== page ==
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“You planning to get there sometime this century, Vic?” I glanced at my watch, my foot tapping an anxious beat on the floorboard.

Victor Di Carlo shot me a long-suffering smile, then turned back to the road. “Speed limit’s seventy-five, Faythe. I’m doing eighty. But if you think you can get there faster on foot, be my guest.”

But of course, I couldn’t. Not even on four paws. A cheetah can run sixty-five miles an hour, but can’t sustain that speed for long. And I’m no cheetah. So I was stuck drumming my stubby nails on the passenger-seat armrest in Vic’s Suburban as it stubbornly maintained a speed I considered unacceptable.

“Relax.” Vic flicked on the left blinker, then moved the SUV smoothly out of the right lane to pass a lumbering semi. “We’ll get there on schedule, and Marc will be waiting.”

I nodded, locking and unlocking the passenger-side door until he glared at me. “Sorry.”

“Jeez, Faythe, you act like you haven’t seen him in weeks,” Ethan said, and I twisted in my seat to see him roll his eyes from the back row, his usual good-humored grin firmly in place. He was the youngest of my four brothers—only two years my elder—and the one most likely to beat me up in training, then bring ice for my bruises. “How long has it been?”

I stared out my window at empty fields and winter-bare trees growing dim in the late-afternoon light. “Nine weeks, tomorrow.” A lot had happened since Marc had been exiled, and the most notable example lay sleeping in the seat behind me.

Manx’s baby. Des. The two-week-old was fastened into a reclined, backward-facing car seat on the bench next to his mother. Who somehow managed to look disarmingly beautiful, even with drool trailing from her open mouth. Since the baby came, she caught her z’s when she could. Whenever he was quiet. As did the rest of us.

It turns out sensitive cat hearing comes with a serious downside.

In the past two months, Manx had given birth, and Kaci—the wild teenage tabby we’d taken in—had mostly settled into life at the ranch, though so far she’d refused to Shift. November had blown leaves from the trees, December had brought a rare Texas snowstorm, and the eighth day of January had crowned it all with an even less common and more beautiful layer of thick ice, which had yet to fully melt.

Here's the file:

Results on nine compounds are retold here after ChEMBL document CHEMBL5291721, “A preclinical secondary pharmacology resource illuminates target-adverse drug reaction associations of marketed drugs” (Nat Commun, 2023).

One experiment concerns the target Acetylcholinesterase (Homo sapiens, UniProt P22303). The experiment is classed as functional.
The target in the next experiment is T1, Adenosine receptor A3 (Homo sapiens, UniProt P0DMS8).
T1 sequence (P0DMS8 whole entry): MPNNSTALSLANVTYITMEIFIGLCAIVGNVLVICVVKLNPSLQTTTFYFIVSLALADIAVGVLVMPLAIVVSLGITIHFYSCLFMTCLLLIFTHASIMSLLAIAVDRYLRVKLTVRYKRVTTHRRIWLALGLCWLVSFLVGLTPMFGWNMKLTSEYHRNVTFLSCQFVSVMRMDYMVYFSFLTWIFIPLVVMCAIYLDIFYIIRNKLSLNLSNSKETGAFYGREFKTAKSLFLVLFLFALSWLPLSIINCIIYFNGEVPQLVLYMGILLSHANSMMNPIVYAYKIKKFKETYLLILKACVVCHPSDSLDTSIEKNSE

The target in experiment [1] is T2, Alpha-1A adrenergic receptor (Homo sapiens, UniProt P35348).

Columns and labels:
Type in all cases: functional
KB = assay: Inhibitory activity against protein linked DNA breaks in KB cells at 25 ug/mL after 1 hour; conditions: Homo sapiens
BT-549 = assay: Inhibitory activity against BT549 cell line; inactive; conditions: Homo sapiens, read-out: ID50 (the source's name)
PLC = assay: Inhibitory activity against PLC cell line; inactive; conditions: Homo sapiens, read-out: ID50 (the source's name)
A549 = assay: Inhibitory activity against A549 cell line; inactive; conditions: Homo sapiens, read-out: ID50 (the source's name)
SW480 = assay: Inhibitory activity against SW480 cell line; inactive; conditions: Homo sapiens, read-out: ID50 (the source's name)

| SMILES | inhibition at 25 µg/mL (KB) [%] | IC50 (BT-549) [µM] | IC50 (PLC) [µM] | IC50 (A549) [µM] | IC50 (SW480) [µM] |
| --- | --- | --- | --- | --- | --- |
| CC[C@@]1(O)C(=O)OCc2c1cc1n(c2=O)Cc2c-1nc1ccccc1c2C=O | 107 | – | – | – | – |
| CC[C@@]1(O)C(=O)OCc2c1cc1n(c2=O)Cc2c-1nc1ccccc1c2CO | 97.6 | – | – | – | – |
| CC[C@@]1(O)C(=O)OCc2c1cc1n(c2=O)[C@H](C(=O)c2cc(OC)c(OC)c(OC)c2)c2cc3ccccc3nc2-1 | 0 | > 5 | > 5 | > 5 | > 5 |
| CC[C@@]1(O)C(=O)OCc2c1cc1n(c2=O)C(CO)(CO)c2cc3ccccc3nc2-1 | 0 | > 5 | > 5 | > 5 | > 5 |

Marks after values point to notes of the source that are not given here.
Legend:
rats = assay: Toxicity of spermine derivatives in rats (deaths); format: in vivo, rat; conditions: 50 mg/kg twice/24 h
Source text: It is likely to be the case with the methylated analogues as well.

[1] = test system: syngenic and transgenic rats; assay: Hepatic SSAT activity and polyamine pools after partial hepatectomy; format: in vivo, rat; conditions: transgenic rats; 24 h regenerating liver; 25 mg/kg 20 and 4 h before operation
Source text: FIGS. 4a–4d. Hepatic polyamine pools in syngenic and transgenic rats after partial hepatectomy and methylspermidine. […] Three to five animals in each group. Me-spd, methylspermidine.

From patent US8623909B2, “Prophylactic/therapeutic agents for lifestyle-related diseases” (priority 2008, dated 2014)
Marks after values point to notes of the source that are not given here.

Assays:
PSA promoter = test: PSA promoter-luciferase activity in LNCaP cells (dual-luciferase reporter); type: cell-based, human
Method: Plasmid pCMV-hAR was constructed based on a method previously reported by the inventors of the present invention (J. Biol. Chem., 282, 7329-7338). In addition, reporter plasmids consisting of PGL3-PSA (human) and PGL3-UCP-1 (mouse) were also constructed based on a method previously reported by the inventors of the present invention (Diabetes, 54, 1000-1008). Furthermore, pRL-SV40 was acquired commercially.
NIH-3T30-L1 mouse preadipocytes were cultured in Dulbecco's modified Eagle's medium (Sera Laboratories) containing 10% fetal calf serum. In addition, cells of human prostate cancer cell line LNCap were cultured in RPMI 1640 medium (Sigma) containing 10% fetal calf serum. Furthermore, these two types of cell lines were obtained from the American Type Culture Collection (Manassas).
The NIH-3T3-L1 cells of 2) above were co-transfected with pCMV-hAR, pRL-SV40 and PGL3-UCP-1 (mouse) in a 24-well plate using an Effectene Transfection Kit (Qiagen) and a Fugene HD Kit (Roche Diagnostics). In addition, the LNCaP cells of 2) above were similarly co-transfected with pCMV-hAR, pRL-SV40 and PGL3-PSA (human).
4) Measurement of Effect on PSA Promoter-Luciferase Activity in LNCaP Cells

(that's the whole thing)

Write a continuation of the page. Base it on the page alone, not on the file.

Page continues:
But I had not seen Marc. Not even once, in all those weeks.

Vic grinned at me for a moment before turning back to the traffic. “And I suppose it’s the stimulating conversation you miss, right?”

“La-la-la!” Ethan sang. He slouched in his seat and stuffed earbuds into his ears to block out the response he might not want to hear from his sister.

“Right now, I’d listen to anything he has to say, so long as I get to hear it in person.” Sighing, I snatched a paper cup from the drink holder and downed the last of my 7-Eleven coffee. It was cold. As I dropped the cup into the trash can wedged between the seats, Vic’s cell phone rang. He leaned to the right and dug it from his left hip pocket, then flipped it open without swerving an inch. I probably would have put us in the ditch.


“Vic.” It was my dad. We could all hear him perfectly well, except for Manx, who was now snoring delicately, if such a thing was possible. “Your father came through for me. I wanted you to be the first to know.”

Vic’s sigh was audible, and his face suddenly drained of tension I hadn’t even realized it held. He smiled as the Suburban soared past another eighteen-wheeler. “I never doubted it.” But the relief in his eyes said otherwise. He’d been worried. We all had.

Springs squealed over the line—Greg Sanders leaning back in his desk chair. He’d probably called as soon as he got the news. “Remind Faythe to deliver my message to your family, please,” he said, and I rolled my eyes.

“I know, Daddy.”

My father chuckled. “Drive carefully, and let me know when you get there.”

“Will do.” Vic was still grinning like a clown when he hung up, and I doubted he’d even heard what he was agreeing to. Fortunately, I had.

“So, that’s three now, right?” I twisted in my seat to look at Ethan, who’d turned off the music and was no longer feigning sleep.

The backseat groaned as he searched for a more comfortable position. “Yeah. Uncle Rick and Ed Taylor.” Whose daughters both owed their lives to our Pride. I’d freed my cousin Abby after we were both kidnapped by a jungle stray intending to sell us as breeders, then we’d caught and killed that same stray before he could snatch Carissa Taylor. Their fathers were understandably loyal to mine. “And now Bert.”

Umberto Di Carlo—Vic’s dad—was one of my father’s oldest friends. We’d been counting on his support, but were far from sure we’d get it. After all, politics could uproot entire family trees, to say nothing of friendships.

Nine weeks ago I’d been acquitted—barely—of infecting my college boyfriend and then killing him in self-defense. On the last day of my trial—the day after Marc was exiled—Calvin Malone had made a formal challenge to my father’s leadership, petitioning to have him removed as head of the Territorial Council. Though he remained our Alpha, my dad had been temporarily suspended from his position of authority over the other council members, pending an official vote by all ten Alphas. That vote was scheduled for the first of February—two weeks away.

Since his suspension, my father and Malone had been fighting—figuratively—for a commitment of support from each of their peers.

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